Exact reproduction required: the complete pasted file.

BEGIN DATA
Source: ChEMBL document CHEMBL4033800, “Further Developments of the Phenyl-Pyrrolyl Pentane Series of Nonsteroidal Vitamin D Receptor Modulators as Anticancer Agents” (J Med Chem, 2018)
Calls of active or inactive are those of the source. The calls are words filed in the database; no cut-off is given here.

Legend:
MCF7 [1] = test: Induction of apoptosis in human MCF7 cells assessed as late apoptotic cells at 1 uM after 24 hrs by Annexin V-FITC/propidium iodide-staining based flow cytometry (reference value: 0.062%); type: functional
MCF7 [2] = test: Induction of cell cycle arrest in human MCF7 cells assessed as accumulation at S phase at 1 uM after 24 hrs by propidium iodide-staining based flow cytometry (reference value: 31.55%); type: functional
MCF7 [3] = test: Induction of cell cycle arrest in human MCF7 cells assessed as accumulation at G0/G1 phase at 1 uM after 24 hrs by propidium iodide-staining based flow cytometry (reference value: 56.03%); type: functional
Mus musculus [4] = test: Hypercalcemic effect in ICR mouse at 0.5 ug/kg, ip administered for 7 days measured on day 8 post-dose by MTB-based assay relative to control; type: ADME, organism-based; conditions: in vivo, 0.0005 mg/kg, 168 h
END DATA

Source: ChEMBL document CHEMBL4033800, “Further Developments of the Phenyl-Pyrrolyl Pentane Series of Nonsteroidal Vitamin D Receptor Modulators as Anticancer Agents” (J Med Chem, 2018)
Calls of active or inactive are those of the source. The calls are words filed in the database; no cut-off is given here.

Legend:
MCF7 [1] = test: Induction of apoptosis in human MCF7 cells assessed as late apoptotic cells at 1 uM after 24 hrs by Annexin V-FITC/propidium iodide-staining based flow cytometry (reference value: 0.062%); type: functional
MCF7 [2] = test: Induction of cell cycle arrest in human MCF7 cells assessed as accumulation at S phase at 1 uM after 24 hrs by propidium iodide-staining based flow cytometry (reference value: 31.55%); type: functional
MCF7 [3] = test: Induction of cell cycle arrest in human MCF7 cells assessed as accumulation at G0/G1 phase at 1 uM after 24 hrs by propidium iodide-staining based flow cytometry (reference value: 56.03%); type: functional
Mus musculus [4] = test: Hypercalcemic effect in ICR mouse at 0.5 ug/kg, ip administered for 7 days measured on day 8 post-dose by MTB-based assay relative to control; type: ADME, organism-based; conditions: in vivo, 0.0005 mg/kg, 168 h